Bankstown Sports raises money for Zig Zag Railway
Wednesday 13 November, 2013
Many people in the Blue Mountains are still coming to grips with the loss of their homes and other property in the recent bushfire emergency. Sadly, a tourist icon, with significant links to Bankstown Sports Club, was also affected – the Zig Zag heritage railway near Lithgow.
The railway has sustained significant damage from the fires, so the club will raise money throughout the summer through its tip jars for bush fire relief, some of which will go to the railway. The club will match each tip from members and patrons, dollar for dollar, up to $10,000.
The club’s Greenfield Station Bistro houses a large collection of memorabilia from the
According to Zig Zag Railway founding member, David Honer, “The fire travelled almost 35 kilometres in one day alone, destroying seven houses. All four of our standard gauge (accommodation) sleeping cars, six of our narrow (3’6”) gauge wooden revenue carriages and one rail motor, all stored in the depot, were destroyed, bringing the total loss to 11 vehicles. Only one steam locomotive suffered heat damage and about 1000 sleepers were burnt on the track, along with loss of the workshop’s office and other damage.”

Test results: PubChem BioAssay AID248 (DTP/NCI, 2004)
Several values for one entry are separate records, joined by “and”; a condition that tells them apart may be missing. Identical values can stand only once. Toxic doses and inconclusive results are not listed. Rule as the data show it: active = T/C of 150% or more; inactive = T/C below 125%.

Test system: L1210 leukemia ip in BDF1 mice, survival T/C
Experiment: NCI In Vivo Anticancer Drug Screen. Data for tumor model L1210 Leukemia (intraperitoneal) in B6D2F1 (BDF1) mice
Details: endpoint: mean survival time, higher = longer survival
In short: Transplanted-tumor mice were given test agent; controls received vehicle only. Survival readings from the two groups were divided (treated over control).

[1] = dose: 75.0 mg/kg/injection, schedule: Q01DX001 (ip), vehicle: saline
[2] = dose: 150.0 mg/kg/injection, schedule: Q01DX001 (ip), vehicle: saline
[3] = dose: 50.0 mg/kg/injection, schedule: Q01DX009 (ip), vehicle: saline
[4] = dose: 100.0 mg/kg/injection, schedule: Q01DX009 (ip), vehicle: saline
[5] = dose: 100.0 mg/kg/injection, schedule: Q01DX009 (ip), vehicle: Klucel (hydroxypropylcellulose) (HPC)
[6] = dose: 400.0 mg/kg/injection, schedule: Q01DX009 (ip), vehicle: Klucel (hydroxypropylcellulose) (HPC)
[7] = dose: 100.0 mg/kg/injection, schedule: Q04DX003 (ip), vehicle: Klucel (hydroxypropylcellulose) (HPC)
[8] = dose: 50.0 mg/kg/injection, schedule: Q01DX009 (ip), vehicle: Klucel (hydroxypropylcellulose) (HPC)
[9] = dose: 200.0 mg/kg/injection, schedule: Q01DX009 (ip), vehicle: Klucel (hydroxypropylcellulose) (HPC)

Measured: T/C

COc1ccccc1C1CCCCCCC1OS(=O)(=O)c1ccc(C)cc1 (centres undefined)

Bankstown Sports CEO, Mark Condi, says “The collection of memorabilia held here at the club not only preserves a bygone era, it creates an authentic heritage railway station atmosphere enjoyed by our Greenfield Station patrons and visiting train enthusiasts. The losses from the recent fires have touched us all and so it is important for the club’s members, patrons and our staff to be able to help out in some way, large or small.”